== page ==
The other day I was so engrossed with something happening on a Facebook feed, I didn’t realize my children were completely trashing our playroom. Cry for attention maybe? It’s so easy to get distracted with the never ending access to people and entertainment with smart technology. What started as a “quick check” of Facebook turned into, well, a lot longer.
Used in excess, smart technology can be damaging to our relationships with our children.
I know I’m not the only parent distracted by my phone. However, after reading a study by Boston Medical Center that showed parents are ignoring their children and are more likely to punish their child more severely if they are disrupted by their child while using their device, I am ready to make some changes.
The journal Pediatrics explained the results of the study. According to the article, the implications of the study have a wide scope, including an overall impact on children’s development because of the limited face-to-face interaction between parents and their children when mobile devices are overused.
Quite simply, parents absorbed in their electronic devices ignore their children more, and get crankier and react more negatively when disturbed by their child. And I am one of them.
Part of the study included watching the interaction of parents and children at fast food restaurants during mealtime. Traditionally, meal time is where many parents and children interact most. However, with the rise of the smartphone, that interaction is being rapidly replaced by children watching their parents interact on electronic devices.
During the observation period, 73% of the parents checked their device at least once during the meal, and one third of the adults used them continuously!
Parents reacted negatively when interrupted by their children, to the extreme that one mother even kicked her child under the table when the child tried to get her attention. Yowzers! I admit, I have reacted crankily when I’m immersed, but kicking the child?
Dr. Jenny Radesky, a fellow in developmental and behavioral pediatrics at the center and lead author of the study was interviewed for an article that Time Magazine printed. She said to Time, “What stood out was that in a subset of caregivers using the device almost through the entire meal, how negative their interactions could become with the kids. [There were] a lot of instances where there was very little interaction, harsh interaction or negative interaction between the adults and children.”
And it might come as no surprise that another consequence of overuse by parents is bad behavior by the children trying to gain the attention of their parents. The children in this study were observed singing obnoxious lyrics, putting their hands in their parent’s faces, or other actions that provoked their parents to respond negatively. Or, in my case, dumping every toy they own on a pile on the floor!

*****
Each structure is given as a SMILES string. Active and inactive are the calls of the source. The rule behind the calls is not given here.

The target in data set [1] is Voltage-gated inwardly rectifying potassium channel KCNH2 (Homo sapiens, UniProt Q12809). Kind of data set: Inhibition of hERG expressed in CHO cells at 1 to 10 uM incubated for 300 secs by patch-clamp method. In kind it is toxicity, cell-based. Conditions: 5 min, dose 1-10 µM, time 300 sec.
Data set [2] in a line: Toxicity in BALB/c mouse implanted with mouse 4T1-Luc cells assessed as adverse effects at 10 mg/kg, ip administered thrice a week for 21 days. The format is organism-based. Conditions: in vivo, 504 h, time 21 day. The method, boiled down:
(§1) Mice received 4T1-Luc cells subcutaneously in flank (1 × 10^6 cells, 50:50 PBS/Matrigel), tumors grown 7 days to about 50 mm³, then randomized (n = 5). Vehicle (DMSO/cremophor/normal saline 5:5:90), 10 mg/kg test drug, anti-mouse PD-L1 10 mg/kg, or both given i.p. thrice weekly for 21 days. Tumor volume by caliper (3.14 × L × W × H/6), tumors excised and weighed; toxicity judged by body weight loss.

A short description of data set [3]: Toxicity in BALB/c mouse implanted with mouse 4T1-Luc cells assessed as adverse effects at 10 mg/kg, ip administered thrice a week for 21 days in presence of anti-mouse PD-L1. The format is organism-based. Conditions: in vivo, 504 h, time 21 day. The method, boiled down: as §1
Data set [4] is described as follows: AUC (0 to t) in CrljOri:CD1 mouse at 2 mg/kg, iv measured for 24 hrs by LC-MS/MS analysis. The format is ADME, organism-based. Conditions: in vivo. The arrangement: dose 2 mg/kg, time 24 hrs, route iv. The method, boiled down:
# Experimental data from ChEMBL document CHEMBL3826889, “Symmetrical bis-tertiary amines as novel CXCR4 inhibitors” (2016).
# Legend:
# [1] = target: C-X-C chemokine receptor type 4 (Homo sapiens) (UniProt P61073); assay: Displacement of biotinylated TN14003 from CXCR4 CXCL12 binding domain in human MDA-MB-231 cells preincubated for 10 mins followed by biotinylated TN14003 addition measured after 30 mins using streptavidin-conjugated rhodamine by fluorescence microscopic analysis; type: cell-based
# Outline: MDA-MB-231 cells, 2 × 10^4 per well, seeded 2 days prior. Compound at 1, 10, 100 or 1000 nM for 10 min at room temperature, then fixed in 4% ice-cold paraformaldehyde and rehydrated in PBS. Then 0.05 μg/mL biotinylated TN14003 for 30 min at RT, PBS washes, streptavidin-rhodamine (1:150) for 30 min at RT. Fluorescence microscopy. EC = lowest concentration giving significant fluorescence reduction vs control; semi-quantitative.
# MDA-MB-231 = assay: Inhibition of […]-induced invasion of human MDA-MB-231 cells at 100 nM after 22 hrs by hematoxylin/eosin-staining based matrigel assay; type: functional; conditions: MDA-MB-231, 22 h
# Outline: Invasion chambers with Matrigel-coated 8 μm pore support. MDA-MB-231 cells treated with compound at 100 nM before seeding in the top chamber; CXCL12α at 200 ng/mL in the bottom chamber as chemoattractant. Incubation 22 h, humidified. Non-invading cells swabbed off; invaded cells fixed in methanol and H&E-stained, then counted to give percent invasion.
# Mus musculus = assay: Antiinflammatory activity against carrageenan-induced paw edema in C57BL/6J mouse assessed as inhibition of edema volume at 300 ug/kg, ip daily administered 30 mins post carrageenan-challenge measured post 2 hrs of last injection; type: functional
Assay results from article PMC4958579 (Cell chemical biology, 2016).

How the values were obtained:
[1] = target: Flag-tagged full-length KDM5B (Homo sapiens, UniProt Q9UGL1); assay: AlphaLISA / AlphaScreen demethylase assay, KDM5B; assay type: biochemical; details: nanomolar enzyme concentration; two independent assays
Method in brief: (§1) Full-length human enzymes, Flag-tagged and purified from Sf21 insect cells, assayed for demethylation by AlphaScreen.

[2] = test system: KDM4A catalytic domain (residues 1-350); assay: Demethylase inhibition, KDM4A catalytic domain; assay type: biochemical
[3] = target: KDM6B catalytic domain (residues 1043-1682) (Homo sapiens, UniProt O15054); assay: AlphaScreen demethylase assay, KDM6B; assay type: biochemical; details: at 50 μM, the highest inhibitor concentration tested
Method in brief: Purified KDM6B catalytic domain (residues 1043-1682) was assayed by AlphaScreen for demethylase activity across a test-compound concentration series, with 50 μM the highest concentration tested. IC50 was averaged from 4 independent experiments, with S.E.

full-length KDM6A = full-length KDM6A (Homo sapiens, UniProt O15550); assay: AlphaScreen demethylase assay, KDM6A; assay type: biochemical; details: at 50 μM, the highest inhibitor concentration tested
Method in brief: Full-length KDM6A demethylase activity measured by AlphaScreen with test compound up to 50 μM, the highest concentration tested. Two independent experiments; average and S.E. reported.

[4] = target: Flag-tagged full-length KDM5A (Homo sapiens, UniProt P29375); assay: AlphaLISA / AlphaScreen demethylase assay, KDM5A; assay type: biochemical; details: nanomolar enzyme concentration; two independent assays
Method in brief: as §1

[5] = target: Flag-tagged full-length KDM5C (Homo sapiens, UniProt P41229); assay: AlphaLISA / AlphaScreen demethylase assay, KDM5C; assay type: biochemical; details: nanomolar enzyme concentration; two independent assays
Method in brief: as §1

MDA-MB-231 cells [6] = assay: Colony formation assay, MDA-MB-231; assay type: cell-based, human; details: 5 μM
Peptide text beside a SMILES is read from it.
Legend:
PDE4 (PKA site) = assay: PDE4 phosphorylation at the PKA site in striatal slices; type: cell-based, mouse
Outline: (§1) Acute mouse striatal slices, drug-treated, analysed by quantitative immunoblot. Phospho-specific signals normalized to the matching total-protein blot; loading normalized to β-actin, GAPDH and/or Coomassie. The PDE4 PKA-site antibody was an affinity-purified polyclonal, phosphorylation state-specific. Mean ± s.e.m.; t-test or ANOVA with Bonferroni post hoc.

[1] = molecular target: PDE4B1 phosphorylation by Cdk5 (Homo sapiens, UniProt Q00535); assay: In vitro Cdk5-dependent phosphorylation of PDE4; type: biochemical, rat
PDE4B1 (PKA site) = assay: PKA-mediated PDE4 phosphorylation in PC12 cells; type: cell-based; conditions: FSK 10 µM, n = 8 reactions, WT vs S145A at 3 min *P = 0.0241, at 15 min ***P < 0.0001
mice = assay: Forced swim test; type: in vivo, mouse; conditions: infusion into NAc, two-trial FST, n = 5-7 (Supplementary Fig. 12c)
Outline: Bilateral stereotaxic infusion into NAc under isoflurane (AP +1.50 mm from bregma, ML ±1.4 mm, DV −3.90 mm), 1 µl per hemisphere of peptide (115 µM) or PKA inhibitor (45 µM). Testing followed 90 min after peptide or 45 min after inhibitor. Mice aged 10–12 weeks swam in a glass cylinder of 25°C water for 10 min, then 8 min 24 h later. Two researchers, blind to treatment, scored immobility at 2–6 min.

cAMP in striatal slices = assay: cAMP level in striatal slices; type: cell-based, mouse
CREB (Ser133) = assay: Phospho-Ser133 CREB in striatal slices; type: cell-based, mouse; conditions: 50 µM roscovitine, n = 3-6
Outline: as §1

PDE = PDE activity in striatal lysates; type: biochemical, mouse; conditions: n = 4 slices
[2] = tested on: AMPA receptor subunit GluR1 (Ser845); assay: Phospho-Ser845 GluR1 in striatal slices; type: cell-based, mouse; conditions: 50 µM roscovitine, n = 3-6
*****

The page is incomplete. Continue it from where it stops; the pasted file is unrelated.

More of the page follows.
More importantly, children learn their social skills by observing those around them. If parents are too absorbed in their smartphone to interact with their children on a personal level, where will our children learn their social skills? Something to think about…
So, what should we do? While I don’t want to completely mess up my children, I know it’s unrealistic that I’ll chuck out the phone, especially since the majority of my professional activity occurs, you guessed it, online.
4 Tips for Breaking Away from Electronics
1 – Set some boundaries in the home.
For me, I’ve decided to turn off the computer and try my best to ignore the phone between the hours of 3 and 8. That’s now family time. Some days, depending on my work load and schedule, that is easier than others. But I am learning to stick to it most days.
2 – Keep the electronic devices away from the dinner table
I consider this a no-brainer. We sit down each night for dinner as a family. That’s our chance to talk to each other, find out what is going on, and build our relationships. This is one thing I am happy to say I have always done. For some, this may be a big change. But I think it will be worth it!
3 – Don’t use the phone during the bedtime routine
I’ve actually started to keep track of how easily my children go to bed when we have an interactive, slow routine of stories and tucking in, versus the nights that I’m in a hurry and need to get back to work. Option A goes much more smoothly.
4 – Wireless Weekends
If you’re REALLY up for a challenge, go for the big one. A wireless day or weekend. This, when possible, allows you to devote your attention to your relationship with your children rather than your mobile device.
I took two weeks almost completely off of electronics over the Christmas holidays. It was the most wonderful gift I ever gave myself and my family.